I don’t know if you’ve used Windows 8 yet, but I’ve tried it several times, and I hate it. So I was shocked to see that Windows 8 sales are outpacing similar sales of Windows 7 over 7's initial sales runs, which is surprising because I thought Windows 7 was an excellent product. Moreover, the new sales numbers have been driven by upgrades apparently and not by the sales of new devices.
Now, supposedly Windows 8 has been much cheaper than Windows 7 was over its initial run, and maybe that’s what’s driving the difference, but 8 is such an inferior product that frankly I don’t understand why people want it at all. Personally, if this is the way of the future for Windows, I’ll be buying a different operating system from now on, and God only knows how I'm gonna manage that next time I have to upgrade our family's primary machine.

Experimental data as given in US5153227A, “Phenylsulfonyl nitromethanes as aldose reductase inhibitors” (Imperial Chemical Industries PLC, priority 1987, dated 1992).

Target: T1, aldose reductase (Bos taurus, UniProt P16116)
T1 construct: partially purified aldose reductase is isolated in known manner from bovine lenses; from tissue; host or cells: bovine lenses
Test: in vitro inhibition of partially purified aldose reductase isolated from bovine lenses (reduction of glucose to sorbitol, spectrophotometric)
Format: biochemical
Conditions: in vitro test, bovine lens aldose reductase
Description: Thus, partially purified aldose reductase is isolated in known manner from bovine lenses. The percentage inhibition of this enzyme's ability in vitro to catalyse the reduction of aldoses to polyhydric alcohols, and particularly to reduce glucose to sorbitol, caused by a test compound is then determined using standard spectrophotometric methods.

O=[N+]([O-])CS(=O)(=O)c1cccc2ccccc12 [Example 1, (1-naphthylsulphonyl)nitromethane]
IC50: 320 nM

But maybe I'm the only one? Who know?
You can go ahead and get used to the idea of NJ Governor Chris Christie as a successful national-level political figure. He’s about as popular right now as it is technically possible for him to be.